Don't Let's Go to the Dogs Tonight by Alexandra Fuller
An African Childhood

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“This is not a book you read just once, but a tale of terrible beauty to get lost in over and over.”—Newsweek
“By turns mischievous and openhearted, earthy and soaring . . . hair-raising, horrific, and thrilling.”—The New Yorker

In Don’t Let’s Go to the Dogs Tonight, Alexandra Fuller remembers her African childhood with visceral authenticity. Though it is a diary of an unruly life in an often inhospitable place, it is suffused with Fuller’s endearing ability to find laughter, even when there is little to celebrate. Fuller’s debut is unsentimental and unflinching but always captivating. In wry and sometimes hilarious prose, she stares down disaster and looks back with rage and love at the life of an extraordinary family in an extraordinary time.

From 1972 to 1990, Alexandra Fuller—known to friends and family as Bobo—grew up on several farms in southern and central Africa. Her father joined up on the side of the white government in the Rhodesian civil war, and was often away fighting against the powerful black guerilla factions. Her mother, in turn, flung herself at their African life and its rugged farm work with the same passion and maniacal energy she brought to everything else. Though she loved her children, she was no hand-holder and had little tolerance for neediness. She nurtured her daughters in other ways: She taught them, by example, to be resilient and self-sufficient, to have strong wills and strong opinions, and to embrace life wholeheartedly, despite and because of difficult circumstances. And she instilled in Bobo, particularly, a love of reading and of storytelling that proved to be her salvation.

A worthy heir to Isak Dinesen and Beryl Markham, Alexandra Fuller writes poignantly about a girl becoming a woman and a writer against a backdrop of unrest, not just in her country but in her home. But Don’t Let’s Go to the Dogs Tonight is more than a survivor’s story. It is the story of one woman’s unbreakable bond with a continent and the people who inhabit it, a portrait lovingly realized and deeply felt.

Praise for Don’t Let’s Go to the Dogs Tonight
“The Africa of this beautiful book is not easy to forget. Despite, or maybe even because of, the snakes, the leopards, the malaria and the sheer craziness of its human inhabitants, often violent but pulsing with life, it seems like a fine place to grow up, at least if you are as strong, passionate, sharp and gifted as Alexandra Fuller.”—Chicago Tribune
“Owning a great story doesn’t guarantee being able to tell it well. That’s the individual mystery of talent, a gift with which Alexandra Fuller is richly blessed, and with which she illuminates her extraordinary memoir. . . . There’s flavor, aroma, humor, patience . . . and pinpoint observational acuity.”—Entertainment Weekly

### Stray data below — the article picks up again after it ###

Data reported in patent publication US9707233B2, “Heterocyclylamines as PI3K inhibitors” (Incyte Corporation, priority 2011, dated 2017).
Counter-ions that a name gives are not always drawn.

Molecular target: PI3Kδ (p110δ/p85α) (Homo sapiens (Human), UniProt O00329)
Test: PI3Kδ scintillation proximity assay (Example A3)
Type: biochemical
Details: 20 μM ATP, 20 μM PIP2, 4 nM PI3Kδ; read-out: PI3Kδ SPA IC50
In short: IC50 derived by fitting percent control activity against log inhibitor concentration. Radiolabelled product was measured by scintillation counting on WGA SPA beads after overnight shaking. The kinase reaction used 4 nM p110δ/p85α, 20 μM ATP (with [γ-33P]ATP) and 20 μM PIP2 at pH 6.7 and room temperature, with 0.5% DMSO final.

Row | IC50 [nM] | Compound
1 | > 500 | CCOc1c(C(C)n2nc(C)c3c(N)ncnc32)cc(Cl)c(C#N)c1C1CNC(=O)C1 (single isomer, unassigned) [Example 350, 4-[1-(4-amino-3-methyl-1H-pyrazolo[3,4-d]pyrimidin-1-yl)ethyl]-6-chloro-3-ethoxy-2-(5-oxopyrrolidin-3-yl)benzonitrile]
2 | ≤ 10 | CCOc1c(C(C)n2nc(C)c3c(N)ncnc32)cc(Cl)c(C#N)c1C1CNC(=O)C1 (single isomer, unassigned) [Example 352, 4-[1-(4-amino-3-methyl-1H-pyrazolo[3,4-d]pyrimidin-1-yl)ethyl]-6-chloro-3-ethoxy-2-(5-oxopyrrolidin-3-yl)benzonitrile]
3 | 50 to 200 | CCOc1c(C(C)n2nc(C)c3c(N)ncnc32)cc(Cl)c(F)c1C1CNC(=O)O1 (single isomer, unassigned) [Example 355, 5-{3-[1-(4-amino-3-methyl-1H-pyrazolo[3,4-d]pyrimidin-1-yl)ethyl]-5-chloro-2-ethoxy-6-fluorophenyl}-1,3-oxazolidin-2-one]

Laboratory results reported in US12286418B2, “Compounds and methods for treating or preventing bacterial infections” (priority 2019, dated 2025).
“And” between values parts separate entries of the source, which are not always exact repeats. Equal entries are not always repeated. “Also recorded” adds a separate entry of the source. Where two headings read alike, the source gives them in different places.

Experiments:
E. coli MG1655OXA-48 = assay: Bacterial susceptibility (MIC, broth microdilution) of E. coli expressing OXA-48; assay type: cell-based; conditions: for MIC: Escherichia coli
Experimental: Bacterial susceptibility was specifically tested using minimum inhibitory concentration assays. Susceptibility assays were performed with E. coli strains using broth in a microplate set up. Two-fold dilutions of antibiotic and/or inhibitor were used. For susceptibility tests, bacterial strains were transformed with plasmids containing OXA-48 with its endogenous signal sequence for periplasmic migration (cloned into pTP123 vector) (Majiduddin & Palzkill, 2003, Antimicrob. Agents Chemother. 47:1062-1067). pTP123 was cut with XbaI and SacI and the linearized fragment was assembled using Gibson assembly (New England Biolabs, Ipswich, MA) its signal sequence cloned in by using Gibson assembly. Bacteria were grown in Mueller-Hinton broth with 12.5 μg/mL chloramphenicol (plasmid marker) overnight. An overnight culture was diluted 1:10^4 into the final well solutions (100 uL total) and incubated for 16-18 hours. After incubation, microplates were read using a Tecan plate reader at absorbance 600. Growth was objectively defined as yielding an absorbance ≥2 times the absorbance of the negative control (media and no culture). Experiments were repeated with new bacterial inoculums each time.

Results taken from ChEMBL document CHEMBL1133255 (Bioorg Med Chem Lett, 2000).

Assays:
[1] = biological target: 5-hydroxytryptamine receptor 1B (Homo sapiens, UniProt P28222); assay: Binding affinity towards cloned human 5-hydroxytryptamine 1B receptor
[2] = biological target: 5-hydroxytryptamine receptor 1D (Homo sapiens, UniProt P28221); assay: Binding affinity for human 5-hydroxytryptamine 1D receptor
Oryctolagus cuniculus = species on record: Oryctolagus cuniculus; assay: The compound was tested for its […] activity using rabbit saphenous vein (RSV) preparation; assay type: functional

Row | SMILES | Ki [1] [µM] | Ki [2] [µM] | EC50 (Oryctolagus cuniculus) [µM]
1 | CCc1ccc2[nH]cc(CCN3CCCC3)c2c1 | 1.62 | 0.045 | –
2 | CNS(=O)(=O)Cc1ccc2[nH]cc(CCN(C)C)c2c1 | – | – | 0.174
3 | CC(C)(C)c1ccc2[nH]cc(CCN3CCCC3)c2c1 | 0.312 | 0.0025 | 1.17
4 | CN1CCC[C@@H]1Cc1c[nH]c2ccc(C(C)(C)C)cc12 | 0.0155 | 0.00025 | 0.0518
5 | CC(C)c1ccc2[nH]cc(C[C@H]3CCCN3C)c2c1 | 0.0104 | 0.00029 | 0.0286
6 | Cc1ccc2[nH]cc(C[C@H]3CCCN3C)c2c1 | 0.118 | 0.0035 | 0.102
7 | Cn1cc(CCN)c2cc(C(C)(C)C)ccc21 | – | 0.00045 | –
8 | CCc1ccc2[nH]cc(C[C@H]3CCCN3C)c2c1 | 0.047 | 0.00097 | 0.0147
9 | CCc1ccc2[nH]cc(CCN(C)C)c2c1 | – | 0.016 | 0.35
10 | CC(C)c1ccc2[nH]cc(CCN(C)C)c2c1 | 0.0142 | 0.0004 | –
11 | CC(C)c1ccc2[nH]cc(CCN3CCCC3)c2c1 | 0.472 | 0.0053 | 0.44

“This is a joyously telling memoir that evokes Mary Karr’s The Liars’ Club as much as it does Isak Dinesen’s Out of Africa.”—New York Daily News
“Riveting . . . [full of] humor and compassion.”—O: The Oprah Magazine
“The incredible story of an incredible childhood.”—The Providence Journal

From the Hardcover edition.

About Alexandra Fuller

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ALEXANDRA FULLER was born in England in 1969. In 1972, she moved with her family to a farm in southern Africa. She lived in Africa until her midtwenties. In 1994, she moved to Wyoming with her husband. They have three children.
Published March 5, 2002 by Random House. 336 pages
Genres: Biographies & Memoirs, History, Literature & Fiction, Education & Reference, Children's Books. Non-fiction

Unrated Critic Reviews for Don't Let's Go to the Dogs Tonight

Kirkus Reviews

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Tim and Nicola Fuller ran a farm on Rhodesia’s eastern edge.

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The Guardian

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Don't Let's Go to the Dogs Tonight Alexandra Fuller Picador £15.99, pp310 Mugabe: Power and Plunder in Zimbabwe Martin Meredith Public Affairs £15.99, pp243 VS Naipaul, in his 1971 Booker Prize-winning novel In a Free State, offered a vision of the future for whites in sub-Saharan Africa in his ...

Feb 24 2002 | Read Full Review of Don't Let's Go to the Dogs To...

The Guardian

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Mum won't kill snakes because she says they help to keep the rats down (but she rescued a nest of baby mice from the barns and left them to grow in my cupboard, where they ate holes in the family's winter jerseys).

Nov 23 2002 | Read Full Review of Don't Let's Go to the Dogs To...

Entertainment Weekly

''In the hot, slow time of day when time and sun and thought slow to a dragging, shallow, pale crawl, there is the sound of heat,'' Fuller writes, in respectful awe of the burning hills of home.

Dec 26 2001 | Read Full Review of Don't Let's Go to the Dogs To...

London Review of Books

Veldskool – a compulsory annual week in the bush – was part of the national curriculum, for private schools as well as state ones.

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